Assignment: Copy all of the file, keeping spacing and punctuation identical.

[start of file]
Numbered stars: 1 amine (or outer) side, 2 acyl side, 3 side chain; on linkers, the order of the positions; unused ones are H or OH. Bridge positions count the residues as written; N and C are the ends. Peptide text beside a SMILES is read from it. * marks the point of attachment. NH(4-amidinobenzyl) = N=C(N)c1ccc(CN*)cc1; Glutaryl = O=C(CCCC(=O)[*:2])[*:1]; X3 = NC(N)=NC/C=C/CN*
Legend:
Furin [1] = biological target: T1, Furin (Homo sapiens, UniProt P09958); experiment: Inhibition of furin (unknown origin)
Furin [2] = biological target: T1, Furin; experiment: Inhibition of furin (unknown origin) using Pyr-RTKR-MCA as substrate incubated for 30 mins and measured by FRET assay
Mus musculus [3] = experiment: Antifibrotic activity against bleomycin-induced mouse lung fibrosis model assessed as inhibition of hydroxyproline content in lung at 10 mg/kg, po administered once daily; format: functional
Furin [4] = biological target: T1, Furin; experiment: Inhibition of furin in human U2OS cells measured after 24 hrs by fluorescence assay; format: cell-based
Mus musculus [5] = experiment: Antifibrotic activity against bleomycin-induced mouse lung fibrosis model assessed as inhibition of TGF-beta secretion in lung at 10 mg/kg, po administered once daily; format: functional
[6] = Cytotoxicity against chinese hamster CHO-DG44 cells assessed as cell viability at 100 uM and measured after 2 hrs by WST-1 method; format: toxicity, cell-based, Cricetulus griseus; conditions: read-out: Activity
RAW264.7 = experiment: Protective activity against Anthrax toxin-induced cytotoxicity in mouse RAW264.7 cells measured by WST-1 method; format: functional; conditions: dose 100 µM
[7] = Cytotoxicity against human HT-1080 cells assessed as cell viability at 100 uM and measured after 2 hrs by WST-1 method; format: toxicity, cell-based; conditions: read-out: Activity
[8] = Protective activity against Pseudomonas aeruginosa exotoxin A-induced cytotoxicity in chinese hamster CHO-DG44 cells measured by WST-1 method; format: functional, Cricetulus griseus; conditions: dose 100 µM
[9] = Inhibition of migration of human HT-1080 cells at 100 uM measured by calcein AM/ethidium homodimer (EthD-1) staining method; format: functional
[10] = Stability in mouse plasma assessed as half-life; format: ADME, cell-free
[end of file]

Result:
Numbered stars: 1 amine (or outer) side, 2 acyl side, 3 side chain; on linkers, the order of the positions; unused ones are H or OH. Bridge positions count the residues as written; N and C are the ends. Peptide text beside a SMILES is read from it. * marks the point of attachment. NH(4-amidinobenzyl) = N=C(N)c1ccc(CN*)cc1; Glutaryl = O=C(CCCC(=O)[*:2])[*:1]; X3 = NC(N)=NC/C=C/CN*
Legend:
Furin [1] = biological target: T1, Furin (Homo sapiens, UniProt P09958); experiment: Inhibition of furin (unknown origin)
Furin [2] = biological target: T1, Furin; experiment: Inhibition of furin (unknown origin) using Pyr-RTKR-MCA as substrate incubated for 30 mins and measured by FRET assay
Mus musculus [3] = experiment: Antifibrotic activity against bleomycin-induced mouse lung fibrosis model assessed as inhibition of hydroxyproline content in lung at 10 mg/kg, po administered once daily; format: functional
Furin [4] = biological target: T1, Furin; experiment: Inhibition of furin in human U2OS cells measured after 24 hrs by fluorescence assay; format: cell-based
Mus musculus [5] = experiment: Antifibrotic activity against bleomycin-induced mouse lung fibrosis model assessed as inhibition of TGF-beta secretion in lung at 10 mg/kg, po administered once daily; format: functional
[6] = Cytotoxicity against chinese hamster CHO-DG44 cells assessed as cell viability at 100 uM and measured after 2 hrs by WST-1 method; format: toxicity, cell-based, Cricetulus griseus; conditions: read-out: Activity
RAW264.7 = experiment: Protective activity against Anthrax toxin-induced cytotoxicity in mouse RAW264.7 cells measured by WST-1 method; format: functional; conditions: dose 100 µM
[7] = Cytotoxicity against human HT-1080 cells assessed as cell viability at 100 uM and measured after 2 hrs by WST-1 method; format: toxicity, cell-based; conditions: read-out: Activity
[8] = Protective activity against Pseudomonas aeruginosa exotoxin A-induced cytotoxicity in chinese hamster CHO-DG44 cells measured by WST-1 method; format: functional, Cricetulus griseus; conditions: dose 100 µM
[9] = Inhibition of migration of human HT-1080 cells at 100 uM measured by calcein AM/ethidium homodimer (EthD-1) staining method; format: functional
[10] = Stability in mouse plasma assessed as half-life; format: ADME, cell-free